Braxton Charles Duncan, Boise State UniversityFollow
monotype printing on paper
Dimensions: 17.5 x 17.5 inches
Man Made Reality
This final show of work is about evaluating and deriving symbolic meaning from the everyday landscape. Starting out, I look for imagery where the built environment shows signs of time. For photographing places, I look for odd or dated colors, subtleties in light and tone, rectilinear construction, repetition, and nostalgic semiotics. Color is the most important part of the work. Color is subjective and so how a color feels to me may be different to someone else. With this in mind, my whole conceptual process is an exercise in reducing the place to a minimal composition that can perhaps accurately express an essential subjectivity with color and form.
There are two directions for the work, one looks to traditional elements and the other focuses on new media. I wanted to work with monotype printing for its painterly qualities and because it allows me to work with gesture and mixing color pigment, which represents my subjective connection with art. The process has possibilities for unforeseen variables. Mixing color pigment is interesting because as a painter, you are working toward an idea of a color. CMYK is the subtractive, reflected light color system and the pigments are reflecting the visible light spectrum that isn’t being absorbed. With CMYK, combining more pigments together shifts the color closer to black. With RGB, which is an additive color system, the more color you add, the more you are moving toward white, and black is the absence of color and light. CMYK is for printing onto a white layer such as paper, and RGB is for backlit screens and projected light. One is a traditional material and the other is modern.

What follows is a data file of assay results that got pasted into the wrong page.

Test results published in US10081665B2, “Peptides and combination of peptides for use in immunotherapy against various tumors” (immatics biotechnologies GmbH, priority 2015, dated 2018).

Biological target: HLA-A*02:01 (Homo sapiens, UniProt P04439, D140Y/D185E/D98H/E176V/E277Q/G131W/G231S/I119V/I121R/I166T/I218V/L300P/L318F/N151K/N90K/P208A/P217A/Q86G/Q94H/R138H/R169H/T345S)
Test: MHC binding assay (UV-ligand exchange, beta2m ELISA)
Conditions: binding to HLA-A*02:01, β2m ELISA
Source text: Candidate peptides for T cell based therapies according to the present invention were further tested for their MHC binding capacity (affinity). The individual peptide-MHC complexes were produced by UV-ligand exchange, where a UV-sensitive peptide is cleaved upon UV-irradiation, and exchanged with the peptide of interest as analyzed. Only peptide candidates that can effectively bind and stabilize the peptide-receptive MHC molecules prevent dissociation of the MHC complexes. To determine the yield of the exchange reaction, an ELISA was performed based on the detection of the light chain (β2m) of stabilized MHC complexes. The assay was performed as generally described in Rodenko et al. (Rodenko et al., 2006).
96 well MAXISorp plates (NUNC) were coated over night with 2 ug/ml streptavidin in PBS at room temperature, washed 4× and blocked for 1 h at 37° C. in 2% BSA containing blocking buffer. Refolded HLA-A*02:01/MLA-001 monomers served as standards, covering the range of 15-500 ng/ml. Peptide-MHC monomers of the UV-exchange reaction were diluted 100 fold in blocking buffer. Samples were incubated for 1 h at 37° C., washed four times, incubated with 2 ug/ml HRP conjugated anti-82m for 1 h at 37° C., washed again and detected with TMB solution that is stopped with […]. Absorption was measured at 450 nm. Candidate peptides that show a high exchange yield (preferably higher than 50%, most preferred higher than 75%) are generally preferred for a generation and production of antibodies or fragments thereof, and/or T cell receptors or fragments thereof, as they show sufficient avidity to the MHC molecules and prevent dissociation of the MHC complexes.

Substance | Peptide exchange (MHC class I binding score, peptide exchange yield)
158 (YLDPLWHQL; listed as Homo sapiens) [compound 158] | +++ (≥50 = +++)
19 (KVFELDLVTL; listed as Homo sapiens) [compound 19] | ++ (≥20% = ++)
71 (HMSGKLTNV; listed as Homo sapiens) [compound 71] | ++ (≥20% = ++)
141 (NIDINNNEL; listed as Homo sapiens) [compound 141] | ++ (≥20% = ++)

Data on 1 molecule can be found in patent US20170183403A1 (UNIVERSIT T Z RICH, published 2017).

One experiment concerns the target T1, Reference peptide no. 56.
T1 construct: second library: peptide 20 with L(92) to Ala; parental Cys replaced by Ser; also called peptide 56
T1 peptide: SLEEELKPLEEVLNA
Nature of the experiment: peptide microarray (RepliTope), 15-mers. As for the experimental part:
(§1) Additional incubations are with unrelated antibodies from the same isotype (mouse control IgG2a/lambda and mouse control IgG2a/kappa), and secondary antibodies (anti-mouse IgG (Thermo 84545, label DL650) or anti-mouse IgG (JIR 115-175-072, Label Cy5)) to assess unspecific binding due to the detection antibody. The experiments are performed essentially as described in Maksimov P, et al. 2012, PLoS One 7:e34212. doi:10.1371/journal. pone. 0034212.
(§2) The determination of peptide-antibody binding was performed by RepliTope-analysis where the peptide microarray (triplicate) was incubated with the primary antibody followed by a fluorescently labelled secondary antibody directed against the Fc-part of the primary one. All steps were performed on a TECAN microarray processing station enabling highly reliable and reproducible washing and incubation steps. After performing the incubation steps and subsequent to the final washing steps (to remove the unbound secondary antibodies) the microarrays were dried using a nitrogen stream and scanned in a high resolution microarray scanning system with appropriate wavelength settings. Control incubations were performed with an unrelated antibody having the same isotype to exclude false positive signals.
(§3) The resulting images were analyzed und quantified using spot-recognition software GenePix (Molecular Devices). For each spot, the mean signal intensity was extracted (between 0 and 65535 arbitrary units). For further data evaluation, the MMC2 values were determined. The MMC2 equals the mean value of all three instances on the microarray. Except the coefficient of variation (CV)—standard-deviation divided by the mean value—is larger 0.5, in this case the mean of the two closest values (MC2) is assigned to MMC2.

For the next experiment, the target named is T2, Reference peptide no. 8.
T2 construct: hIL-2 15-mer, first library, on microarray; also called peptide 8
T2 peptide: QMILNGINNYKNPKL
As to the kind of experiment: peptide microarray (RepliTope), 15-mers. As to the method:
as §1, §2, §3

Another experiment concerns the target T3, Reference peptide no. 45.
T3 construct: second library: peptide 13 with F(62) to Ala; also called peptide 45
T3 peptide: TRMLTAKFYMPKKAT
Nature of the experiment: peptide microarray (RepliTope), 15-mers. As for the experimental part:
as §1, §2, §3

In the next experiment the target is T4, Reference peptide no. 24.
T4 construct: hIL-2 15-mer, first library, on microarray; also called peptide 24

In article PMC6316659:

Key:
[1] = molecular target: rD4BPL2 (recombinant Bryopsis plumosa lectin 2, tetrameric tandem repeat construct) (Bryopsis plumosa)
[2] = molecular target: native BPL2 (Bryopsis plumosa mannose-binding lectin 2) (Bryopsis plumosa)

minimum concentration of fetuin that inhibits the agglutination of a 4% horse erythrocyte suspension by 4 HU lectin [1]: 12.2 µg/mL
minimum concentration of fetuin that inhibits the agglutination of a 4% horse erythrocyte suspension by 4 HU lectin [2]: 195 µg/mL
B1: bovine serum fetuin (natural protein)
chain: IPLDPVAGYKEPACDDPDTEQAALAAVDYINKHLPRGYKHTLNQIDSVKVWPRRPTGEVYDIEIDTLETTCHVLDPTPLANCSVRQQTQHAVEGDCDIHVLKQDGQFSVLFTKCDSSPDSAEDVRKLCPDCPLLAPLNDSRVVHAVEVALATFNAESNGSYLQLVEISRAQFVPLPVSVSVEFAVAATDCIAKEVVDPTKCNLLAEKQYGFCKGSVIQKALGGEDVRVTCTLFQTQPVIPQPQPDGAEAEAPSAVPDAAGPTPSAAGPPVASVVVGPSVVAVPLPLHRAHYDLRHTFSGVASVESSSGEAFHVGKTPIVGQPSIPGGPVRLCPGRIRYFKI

My video work is a loop of fabricated photo-imitations being disrupted by artificial glitching. I constructed my images piece by piece from photographs so that there is a hint of photorealism due to the optical perspective. In the western world we have come to a point where our technology is changing how we see the world around us and how we see ourselves. Glitching happens in video and music and almost all digital formats, as an irregularity or an aberration, but this irregularity has given rise to an aestheticized idea of a glitch. Each of my glitches is made of images sequenced together to create a composition. Normally, a glitch is caused by the natural wear of circuits or the corruption of data or any number of mistakes that are part of a failure in technology and so I think glitching is interesting because it is sensorial evidence of the natural world, permeating the virtual reality which constitutes the life of many people.
© Braxton Charles Duncan, 2016.
Since May 12, 2016
printmaking, monotype, photography, illustration, Boise, Idaho